If you have an opinion in the matter, take the survey, it’s pretty short.

Should catalogers learn to be programmers?

There is an interesting discussion going on at Cataloging Futures. The question is how do we upgrade our Cataloger’s skill sets? How do we prepare them for cataloging of digital collections?

Most catalogers have the important skill set already: experience with structured data and standards, good analytical skills, the ever necessary discipline of being attentive to details, etc. But these skills have to be upgraded. We definitely can’t rest on our laurels.

The discussion in the comments has turned to teaching catalogers some programming – what do you think? Weigh in at Cataloging Futures.

Everything is Misc Video

David Weinberger did a talk at Google about Everything is Miscellaneous. It borrowed a bit from the keynote I heard last year at KMWorld – and is just as exciting. I highly recommend that you watch it if you have some time to devote.

David is a great speaker and just draws you into his world and gets you all excited – or at least that’s what he does for me. I listen to him talking about these things that obviously excite him and I want to learn more and share the excitement.

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The Virtues and Limits of Cataloging

Christine points me to a post a by Eli Jacobowitz on The Virtues and Limits of Cataloging. From the post:

First of all, current implementations of tagging are "flat" – there is no meta-meta-data about what type of label a tag represents. Is "Mona Lisa" the title, author, location, genre, art movement?

I agree!

Second, and fairly obviously, tags are susceptible to spelling errors and multiple listings for the same category ("Italian", "italian", "italy", "Italians""¦ what do I search for?).

I agree!

Third, even if you know what attribute you're supposed to label, and have a controlled list of values to pick from, ambiguity may persist in how to summarize multiple or conflicting facts about the object.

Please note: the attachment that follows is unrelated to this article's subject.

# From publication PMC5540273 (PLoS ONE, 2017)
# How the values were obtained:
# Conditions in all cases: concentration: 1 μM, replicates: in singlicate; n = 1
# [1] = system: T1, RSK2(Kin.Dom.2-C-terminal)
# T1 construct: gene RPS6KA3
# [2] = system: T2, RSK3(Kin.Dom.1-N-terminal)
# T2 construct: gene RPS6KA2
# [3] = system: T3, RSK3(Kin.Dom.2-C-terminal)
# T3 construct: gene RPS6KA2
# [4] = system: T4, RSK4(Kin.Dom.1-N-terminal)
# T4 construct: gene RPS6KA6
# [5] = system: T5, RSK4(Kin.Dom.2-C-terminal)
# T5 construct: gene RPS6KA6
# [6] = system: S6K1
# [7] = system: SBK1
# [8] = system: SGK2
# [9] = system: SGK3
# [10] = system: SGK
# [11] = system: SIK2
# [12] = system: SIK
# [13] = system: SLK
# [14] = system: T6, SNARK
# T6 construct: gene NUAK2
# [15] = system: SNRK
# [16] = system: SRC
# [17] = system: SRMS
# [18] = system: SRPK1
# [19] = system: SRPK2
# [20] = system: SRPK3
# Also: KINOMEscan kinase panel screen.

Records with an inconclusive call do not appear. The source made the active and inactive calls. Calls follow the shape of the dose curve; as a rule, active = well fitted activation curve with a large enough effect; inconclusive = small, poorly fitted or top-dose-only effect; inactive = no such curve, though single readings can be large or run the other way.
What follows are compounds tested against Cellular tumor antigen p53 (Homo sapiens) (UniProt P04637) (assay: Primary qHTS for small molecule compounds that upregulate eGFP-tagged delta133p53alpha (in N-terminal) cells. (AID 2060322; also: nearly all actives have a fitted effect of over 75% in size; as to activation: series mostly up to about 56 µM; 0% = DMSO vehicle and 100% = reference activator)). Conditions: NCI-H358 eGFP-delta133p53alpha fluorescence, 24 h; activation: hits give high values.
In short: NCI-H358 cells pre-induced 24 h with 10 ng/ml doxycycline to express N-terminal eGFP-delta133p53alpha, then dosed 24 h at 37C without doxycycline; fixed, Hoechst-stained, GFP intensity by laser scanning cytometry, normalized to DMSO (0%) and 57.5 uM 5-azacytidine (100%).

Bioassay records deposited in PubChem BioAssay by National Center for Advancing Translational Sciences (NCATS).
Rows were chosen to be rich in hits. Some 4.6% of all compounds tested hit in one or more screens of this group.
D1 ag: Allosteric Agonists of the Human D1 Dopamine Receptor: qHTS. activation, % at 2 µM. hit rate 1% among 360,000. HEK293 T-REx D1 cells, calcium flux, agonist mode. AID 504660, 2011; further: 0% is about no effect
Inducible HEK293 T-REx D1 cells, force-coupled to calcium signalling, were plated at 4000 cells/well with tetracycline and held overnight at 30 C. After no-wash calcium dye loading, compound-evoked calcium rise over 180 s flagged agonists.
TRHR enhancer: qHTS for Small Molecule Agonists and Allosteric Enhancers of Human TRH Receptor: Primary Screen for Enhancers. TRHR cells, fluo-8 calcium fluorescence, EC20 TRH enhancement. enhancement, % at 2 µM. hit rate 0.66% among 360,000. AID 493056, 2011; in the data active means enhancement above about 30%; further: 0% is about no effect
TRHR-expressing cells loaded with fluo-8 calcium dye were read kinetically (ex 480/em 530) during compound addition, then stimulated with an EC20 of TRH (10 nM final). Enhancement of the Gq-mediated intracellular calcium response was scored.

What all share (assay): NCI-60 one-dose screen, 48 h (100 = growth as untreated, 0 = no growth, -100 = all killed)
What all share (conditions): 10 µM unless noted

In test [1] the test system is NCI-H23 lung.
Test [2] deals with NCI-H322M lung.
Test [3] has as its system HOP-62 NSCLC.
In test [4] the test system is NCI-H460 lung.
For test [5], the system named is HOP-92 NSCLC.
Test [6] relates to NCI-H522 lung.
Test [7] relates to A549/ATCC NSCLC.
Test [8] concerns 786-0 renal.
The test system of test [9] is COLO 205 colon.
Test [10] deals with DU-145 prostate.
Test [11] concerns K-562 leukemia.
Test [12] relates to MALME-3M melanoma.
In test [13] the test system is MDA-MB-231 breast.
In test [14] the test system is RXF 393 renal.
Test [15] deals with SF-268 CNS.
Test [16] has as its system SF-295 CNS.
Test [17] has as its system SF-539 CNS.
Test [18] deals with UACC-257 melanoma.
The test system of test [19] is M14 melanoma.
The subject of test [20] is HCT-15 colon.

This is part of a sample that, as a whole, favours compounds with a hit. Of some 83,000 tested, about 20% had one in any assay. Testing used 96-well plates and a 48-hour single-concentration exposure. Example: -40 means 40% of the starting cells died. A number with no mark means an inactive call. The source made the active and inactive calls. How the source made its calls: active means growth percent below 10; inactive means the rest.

I agree!

The bottom line is, you need a degree in Library Science to do this right.

I disagree!

What you need is training by an experienced cataloging librarian! I’m in a cataloging class right now and I’m enjoying it – but in the end I’ll never remember everything I’ve learned or learn everything I need to learn – only a veteran cataloger can teach me how to do it right and how to do it efficiently. It all comes back to what I’ve always said – you need hands on work experience to learn how to do a lot of the things librarians do – and most librarians I’ve spoken with agree.

That said (sorry for the rant). It’s a great article and I think an alternative that Eli overlooked is to have librarians work in conjunction with average internet users. This can be done many different ways.

One option is to have librarians create the controlled vocabulary that is used on a particular site.

Another option is to have librarian editors go through and clean up tags (yikes!).

Lastly, you could just have librarians and users cataloging and tagging items in tandem. Then you have the authority control and you have all those other words that non-librarians think of. This comes back to a bit of what Tim Spalding showed us in one of his presentations at CIL. The LCSH does not have a heading for CyberPunk – so how do you find a book like Neuromancer by William Gibson if you’re searching by subject? You look for:

Computer hackers–Fiction.
Business intelligence–Fiction.
Information superhighway–Fiction.
Nervous system–Wounds and injuries–Fiction.

Need I say anymore??